3) Let us know what happens with Nook US/UK.
      4) Good to know about B&N. My understanding is that it's categorically impossible for a self-pubbed author to get into their stores, so...
      5) Interesting about the foreign language Author Central pages. I guess I'll wait a little longer and see if that happens. As of now, I have author profiles set up on all of those (except Japan, which wouldn't even accept my username/password because it's in Latin letters. How did you deal with that?) But I don't have my book linked. I tried the native language bookstore and the English language bookstore and neither one worked. I could find my book but I couldn't link it to my pages.

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    2. 1) Keep plugging away at iBooks. I've read that they're really hard to work with, so if you get tired of the fol-de-rol, give Draft2Digital a try.
      2) Sure, I can do that. Let me know when and how much.
      4) I've read a few authors claim that after a great deal of trouble, they managed to get a B&N manager to carry their paperbacks. Other than the great satisfaction of seeing your book on a shelf in a real bookstore, I'm not sure whether that's worth the time expended to get there.
      5) Amazon.jp will accept Latin letters, but you have to set up your account specifically with them -- they don't recognize your non-JP Amazon account. (You can use the same username/password, though.) It's helpful to have a browser that will translate the pages as you go along.

      I understand now what you're saying about the other Author Central pages. My name links back to my DR and FR author page from the product pages, but I don't have the links under "Books by..." on my DE and FR author pages. After I saw it come up correctly on the UK site, I didn't pay much attention to the others. You may need to contact the Author Central support folks for those pages. I didn't have much trouble communicating with the French and German support people in English.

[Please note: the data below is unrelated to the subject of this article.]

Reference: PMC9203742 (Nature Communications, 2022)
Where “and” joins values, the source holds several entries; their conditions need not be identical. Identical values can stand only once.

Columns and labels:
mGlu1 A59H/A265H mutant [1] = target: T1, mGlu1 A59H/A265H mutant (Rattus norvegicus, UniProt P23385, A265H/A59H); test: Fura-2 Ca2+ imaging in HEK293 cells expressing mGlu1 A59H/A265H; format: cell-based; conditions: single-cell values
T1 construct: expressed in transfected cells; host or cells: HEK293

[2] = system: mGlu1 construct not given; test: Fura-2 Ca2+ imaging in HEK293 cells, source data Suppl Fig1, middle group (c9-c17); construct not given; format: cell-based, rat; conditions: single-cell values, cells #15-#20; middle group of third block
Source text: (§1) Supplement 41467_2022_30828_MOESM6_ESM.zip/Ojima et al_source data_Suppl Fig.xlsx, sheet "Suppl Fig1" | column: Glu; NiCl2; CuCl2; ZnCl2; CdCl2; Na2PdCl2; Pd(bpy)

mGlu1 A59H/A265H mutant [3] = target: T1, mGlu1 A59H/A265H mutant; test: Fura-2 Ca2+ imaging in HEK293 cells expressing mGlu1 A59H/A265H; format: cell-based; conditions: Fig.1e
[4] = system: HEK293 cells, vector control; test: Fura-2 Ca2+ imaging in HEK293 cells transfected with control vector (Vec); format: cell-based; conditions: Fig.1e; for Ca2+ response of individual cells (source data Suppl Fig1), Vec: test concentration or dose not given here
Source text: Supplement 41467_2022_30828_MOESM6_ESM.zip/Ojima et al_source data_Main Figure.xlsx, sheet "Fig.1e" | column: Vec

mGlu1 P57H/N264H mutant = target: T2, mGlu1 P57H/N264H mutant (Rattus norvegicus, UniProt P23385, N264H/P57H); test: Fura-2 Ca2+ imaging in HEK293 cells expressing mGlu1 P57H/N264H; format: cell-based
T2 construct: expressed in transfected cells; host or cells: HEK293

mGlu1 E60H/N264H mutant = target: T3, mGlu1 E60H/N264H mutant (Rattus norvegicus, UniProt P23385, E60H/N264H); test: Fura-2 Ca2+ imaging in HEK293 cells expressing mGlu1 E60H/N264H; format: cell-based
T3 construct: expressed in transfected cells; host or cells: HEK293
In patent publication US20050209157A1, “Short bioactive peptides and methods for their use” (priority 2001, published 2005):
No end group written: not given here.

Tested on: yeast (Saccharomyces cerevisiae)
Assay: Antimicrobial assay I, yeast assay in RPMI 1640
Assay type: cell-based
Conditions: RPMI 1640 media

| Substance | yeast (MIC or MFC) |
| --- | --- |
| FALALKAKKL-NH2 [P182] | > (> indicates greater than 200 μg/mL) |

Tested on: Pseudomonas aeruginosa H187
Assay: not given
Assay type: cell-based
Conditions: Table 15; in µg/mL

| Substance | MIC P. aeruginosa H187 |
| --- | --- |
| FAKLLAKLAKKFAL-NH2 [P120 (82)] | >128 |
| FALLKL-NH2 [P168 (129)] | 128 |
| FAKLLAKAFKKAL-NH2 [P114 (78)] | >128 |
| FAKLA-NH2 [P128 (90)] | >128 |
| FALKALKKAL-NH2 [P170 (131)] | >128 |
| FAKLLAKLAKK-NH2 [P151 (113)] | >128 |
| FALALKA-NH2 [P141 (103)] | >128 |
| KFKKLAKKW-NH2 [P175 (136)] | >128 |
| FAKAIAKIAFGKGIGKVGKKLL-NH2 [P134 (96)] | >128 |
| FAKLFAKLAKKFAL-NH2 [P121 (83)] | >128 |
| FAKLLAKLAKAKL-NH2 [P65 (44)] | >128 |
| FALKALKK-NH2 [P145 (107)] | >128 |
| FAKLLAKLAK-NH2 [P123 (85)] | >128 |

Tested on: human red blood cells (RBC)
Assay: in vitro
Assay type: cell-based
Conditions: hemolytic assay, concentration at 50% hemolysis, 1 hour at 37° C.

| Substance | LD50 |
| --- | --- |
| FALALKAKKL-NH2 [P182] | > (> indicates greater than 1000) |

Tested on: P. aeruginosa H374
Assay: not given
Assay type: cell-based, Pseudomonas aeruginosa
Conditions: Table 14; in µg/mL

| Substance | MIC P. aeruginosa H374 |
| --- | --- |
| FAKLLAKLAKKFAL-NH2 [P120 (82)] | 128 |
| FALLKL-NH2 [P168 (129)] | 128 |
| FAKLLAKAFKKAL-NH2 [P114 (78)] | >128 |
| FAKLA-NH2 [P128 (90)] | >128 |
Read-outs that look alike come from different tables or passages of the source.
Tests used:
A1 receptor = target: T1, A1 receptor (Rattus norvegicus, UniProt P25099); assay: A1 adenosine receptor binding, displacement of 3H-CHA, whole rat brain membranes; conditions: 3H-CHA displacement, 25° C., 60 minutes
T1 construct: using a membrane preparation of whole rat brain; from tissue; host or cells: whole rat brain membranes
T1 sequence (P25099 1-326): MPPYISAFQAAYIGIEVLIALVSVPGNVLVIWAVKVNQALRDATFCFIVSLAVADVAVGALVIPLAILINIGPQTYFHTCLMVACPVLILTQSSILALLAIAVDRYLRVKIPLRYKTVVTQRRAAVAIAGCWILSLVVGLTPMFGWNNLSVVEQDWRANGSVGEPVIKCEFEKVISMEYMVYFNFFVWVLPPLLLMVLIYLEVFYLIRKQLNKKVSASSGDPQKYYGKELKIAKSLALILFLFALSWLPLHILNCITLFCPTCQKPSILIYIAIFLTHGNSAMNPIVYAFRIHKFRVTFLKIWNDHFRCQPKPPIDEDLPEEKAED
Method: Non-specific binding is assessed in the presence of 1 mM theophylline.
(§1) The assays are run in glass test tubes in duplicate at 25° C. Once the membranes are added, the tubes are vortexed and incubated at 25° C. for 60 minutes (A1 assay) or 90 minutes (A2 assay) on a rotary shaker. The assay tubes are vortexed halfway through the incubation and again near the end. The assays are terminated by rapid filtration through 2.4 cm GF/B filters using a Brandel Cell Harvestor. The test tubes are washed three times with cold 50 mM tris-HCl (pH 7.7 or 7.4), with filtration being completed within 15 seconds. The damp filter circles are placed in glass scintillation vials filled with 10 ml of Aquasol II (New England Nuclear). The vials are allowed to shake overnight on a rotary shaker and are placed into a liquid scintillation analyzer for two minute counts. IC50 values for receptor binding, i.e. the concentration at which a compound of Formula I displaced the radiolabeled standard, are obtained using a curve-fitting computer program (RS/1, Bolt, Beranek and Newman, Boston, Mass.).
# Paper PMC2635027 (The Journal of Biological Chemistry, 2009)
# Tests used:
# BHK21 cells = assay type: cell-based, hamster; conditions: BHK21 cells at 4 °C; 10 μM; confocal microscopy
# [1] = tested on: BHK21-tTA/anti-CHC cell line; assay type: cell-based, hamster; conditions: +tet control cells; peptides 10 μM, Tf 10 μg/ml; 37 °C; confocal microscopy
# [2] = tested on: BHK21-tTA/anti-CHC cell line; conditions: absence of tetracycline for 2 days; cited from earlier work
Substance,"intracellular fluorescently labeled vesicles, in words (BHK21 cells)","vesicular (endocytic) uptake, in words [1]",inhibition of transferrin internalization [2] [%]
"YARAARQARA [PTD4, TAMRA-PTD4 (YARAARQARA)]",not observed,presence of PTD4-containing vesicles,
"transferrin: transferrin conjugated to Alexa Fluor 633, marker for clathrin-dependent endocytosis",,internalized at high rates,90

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  2. Great stuff, Kristen. I published my first novel through a traditional publisher, but are thinking of doing something different with my next one. Have decided which route to take yet - self-pub or indie. So I have been reading all the blogs I can on both. Thanks for the info and good luck with your book. I'm looking forward to getting it.

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    1. Thanks DC, I hope my experience will be useful for you. If you click the "self-publishing" label on the left hand side of this page, you'll find multiple posts on the subject. The folks on this site have been VERY helpful in getting through this journey. Best of luck !

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  3. Wow, this post has skyrocketed to number 2 of my all-time most popular posts, second only to the "Where do your marketing dollars go" post by Sunny Frazier. Which tells me something about what kind of material people really want to read...

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  4. Thanks for your note on Kobo & routing numbers! I was trying and trying to figure out why I'd never gotten any payments from them - looks like their computers randomly removed a digit from my 9-digit routing number. So I'm starting my email to their customer service...

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  5. Well, honest articles about the harsh reality of business are my replacement for the 'hard-boiled fiction' I once enjoyed as a teenager. ;-)

    Thanks!